As for guys, I actually found my experience with them quite pleasant so far. I don’t mind them not engaging with me much cos I rather they don’t pester me. Personally, I don’t like to talk too much when it comes to beauty purchases too.

    But having spoken to some people in the beauty industry, I know most of the bosses actually hire those who look better and that includes good skin. There is also a certain amount of age discrimination from what I’ve observed.

  26. Miss Vinny says:

    Nope ‘cos I was in a pretty grumpy mood soo yeah, might have got into a cat fight. Though that could be very lame: “older woman beats up teenager over unflattering comment.” xD

    Well, that probably includes herbs like garlic, onions, ginger and so on. I’ve been told that’s doable but still, seems somewhat difficult. I guess it takes time to pick up speed to make a good meal.

  27. NeenaJ says:

    I’m going into the dermatologist, for sure, I expect to see skincare as the #1 priority.

    If I’m buying cosmetics, I don’t really expect my SAs to have good skin. But, I do expect them to know how to use their products to make the most out of their complexion. I’m in the USA, so being served by men is quite common – especially if you fancy the MAC counter. The product knowledge is key, along with being able to overlook their own makeup preferences in order to give you what you want/need. I do most of my buying research online and prefer to swatch myself, rarely depending on the SA for advise.

    But, if the SA’s makeup is terribly done or has hygiene issues, I won’t give them a second look. Execution is key. Regardless of the SA’s taste for glam looks or fresh/natural, the execution of the SA’s makeup will give them away. Is her cat eye crooked and she’s trying to sell me a liner brush? Sorry, I won’t listen. Does her blush look like it was applied with a fire hose? Sorry, I’ve got no interest in the spring collection as I believe it will make me look like a clown.

    Just such a person at one of my local MAC counters has awful technique, bad breath and is rude on top of it all. I won’t even stop to swatch at their location! I can’t believe that regional managers/reps don’t do more spot checks or employ folks to survey the SA’s at makeup counters for appearance/knowledge/service. I think it’s a major point for improvement and would likely see immediate ROI.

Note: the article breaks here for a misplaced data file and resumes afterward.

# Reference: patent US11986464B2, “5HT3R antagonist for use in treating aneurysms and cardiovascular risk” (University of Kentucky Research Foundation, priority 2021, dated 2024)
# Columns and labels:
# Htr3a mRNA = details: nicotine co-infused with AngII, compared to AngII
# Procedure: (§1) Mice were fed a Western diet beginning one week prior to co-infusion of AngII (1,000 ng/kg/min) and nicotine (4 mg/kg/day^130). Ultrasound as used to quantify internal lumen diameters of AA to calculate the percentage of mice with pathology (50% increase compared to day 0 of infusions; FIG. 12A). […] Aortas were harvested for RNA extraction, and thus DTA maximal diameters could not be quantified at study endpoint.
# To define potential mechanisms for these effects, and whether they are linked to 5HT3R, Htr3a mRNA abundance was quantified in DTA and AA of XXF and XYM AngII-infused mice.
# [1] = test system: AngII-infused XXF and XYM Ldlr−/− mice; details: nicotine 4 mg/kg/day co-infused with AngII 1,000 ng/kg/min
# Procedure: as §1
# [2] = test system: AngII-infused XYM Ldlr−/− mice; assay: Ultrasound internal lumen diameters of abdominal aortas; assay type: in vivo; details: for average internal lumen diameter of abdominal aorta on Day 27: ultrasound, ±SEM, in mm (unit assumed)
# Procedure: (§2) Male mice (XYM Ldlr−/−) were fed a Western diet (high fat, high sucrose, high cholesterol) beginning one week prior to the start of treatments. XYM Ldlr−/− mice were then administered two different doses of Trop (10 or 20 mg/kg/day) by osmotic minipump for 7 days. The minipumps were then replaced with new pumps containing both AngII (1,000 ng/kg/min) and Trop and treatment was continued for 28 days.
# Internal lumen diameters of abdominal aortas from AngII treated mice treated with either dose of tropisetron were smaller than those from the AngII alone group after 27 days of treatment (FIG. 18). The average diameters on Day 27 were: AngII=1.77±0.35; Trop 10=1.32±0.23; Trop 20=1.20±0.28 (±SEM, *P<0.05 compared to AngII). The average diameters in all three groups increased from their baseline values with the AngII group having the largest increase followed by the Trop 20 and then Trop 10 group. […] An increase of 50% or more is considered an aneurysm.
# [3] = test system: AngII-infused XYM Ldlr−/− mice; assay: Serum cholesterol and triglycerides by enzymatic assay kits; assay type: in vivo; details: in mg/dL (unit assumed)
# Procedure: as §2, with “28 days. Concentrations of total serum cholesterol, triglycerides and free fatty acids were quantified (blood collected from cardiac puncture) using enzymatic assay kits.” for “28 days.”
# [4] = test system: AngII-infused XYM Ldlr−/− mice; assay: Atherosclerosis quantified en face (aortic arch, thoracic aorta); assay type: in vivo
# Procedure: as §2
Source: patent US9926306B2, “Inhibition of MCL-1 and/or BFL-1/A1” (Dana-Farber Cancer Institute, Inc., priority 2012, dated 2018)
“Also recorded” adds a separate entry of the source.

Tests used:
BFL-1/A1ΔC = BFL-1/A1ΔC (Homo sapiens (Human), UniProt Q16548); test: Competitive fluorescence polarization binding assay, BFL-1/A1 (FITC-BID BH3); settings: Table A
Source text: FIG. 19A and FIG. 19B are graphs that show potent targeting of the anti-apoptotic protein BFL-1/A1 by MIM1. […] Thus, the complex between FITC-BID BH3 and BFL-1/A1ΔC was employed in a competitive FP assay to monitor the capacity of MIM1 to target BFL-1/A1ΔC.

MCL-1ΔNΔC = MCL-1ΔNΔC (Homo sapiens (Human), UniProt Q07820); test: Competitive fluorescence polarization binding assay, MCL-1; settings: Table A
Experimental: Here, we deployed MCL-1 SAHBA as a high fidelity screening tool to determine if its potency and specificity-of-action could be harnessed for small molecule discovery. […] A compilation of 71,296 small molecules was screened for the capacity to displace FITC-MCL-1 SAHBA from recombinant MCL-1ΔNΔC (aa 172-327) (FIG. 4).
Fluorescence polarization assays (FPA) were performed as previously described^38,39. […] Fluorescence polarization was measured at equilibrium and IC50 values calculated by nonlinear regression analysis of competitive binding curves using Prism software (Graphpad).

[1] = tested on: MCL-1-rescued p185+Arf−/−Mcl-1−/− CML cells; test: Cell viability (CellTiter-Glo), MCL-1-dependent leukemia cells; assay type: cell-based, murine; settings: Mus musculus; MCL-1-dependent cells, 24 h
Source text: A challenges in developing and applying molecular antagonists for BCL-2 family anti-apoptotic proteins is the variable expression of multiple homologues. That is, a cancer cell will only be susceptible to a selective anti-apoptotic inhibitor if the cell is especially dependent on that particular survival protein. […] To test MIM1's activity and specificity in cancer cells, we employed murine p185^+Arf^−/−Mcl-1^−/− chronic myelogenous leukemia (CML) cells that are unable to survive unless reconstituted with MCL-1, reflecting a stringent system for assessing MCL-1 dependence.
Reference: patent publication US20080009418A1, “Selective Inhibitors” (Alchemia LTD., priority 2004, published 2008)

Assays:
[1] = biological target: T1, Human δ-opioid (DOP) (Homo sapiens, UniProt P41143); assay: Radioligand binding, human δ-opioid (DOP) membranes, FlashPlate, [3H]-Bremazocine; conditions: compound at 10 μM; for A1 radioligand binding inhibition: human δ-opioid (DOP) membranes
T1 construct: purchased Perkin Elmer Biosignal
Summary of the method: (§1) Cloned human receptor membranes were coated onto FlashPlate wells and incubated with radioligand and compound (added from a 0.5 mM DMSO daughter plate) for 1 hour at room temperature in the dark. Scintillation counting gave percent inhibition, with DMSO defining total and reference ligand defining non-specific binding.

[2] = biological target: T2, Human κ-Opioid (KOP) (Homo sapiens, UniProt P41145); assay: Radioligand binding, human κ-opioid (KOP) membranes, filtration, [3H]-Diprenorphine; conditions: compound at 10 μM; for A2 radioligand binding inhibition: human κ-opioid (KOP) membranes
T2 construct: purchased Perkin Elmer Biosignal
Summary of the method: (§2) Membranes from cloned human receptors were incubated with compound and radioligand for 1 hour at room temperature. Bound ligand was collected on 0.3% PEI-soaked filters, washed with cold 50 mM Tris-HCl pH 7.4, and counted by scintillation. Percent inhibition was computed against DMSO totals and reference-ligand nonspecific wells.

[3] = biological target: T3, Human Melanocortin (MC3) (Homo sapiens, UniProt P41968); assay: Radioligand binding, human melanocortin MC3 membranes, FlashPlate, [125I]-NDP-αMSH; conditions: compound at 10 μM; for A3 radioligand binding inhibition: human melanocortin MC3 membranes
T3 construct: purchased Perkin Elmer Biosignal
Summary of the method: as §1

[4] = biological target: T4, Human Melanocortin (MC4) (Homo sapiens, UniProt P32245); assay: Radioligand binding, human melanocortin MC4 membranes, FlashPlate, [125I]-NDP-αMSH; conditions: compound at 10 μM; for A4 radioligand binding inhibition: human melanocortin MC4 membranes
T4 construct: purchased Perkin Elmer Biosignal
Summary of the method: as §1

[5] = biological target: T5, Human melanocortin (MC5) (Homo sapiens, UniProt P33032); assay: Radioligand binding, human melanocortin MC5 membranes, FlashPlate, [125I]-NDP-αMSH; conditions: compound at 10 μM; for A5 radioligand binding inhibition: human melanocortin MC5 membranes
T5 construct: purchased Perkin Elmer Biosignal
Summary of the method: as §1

28. Jenny says:

    I agree with you on the clear skin. The sales assistants are after all the face outwards for the brand they sell and the better skin you have the better. Although I don’t like the discrimination when they employ people but that’s a different story.

    Speaking of being served by men. I headed to a Clinique counter in town yesterday to ask for help to find a blush that suited me. I ended up walking straight pass the counter when I saw this super tall, white robed man serving a customer. It just didn’t feel right. I don’t doubt the man’s skin care/make up knowledge but I’d be more comfortable with a woman serving me because I have this idea that they understand me. How could men really understand a woman’s need in skin care and make up? I’d understand if men served men in need of skin care. That way they’d know what products to recommend since they probably use them. That’s my two cents.


  29. sesame says:

    About garlic, I eat a lot of it but have been told it contributes to body odor so I eat in moderation. One idea is to make a soup with vegetables (onions, carrots, potatoes, tomatoes) and meat and then put them on slow cooker early in the morning. I swear that drinking good soup contributes to good health and good skin too.

  30. sesame says:

    Speaking of cosmetics, I did purchase foundation from a Japanese brand even though I noticed the SA didn’t know how to apply her makeup well. I bought it because I wanted it and anyway, I’m not good with makeup myself. But looking at her, I did wonder how is it she can be selling makeup and not knowing how to apply hers.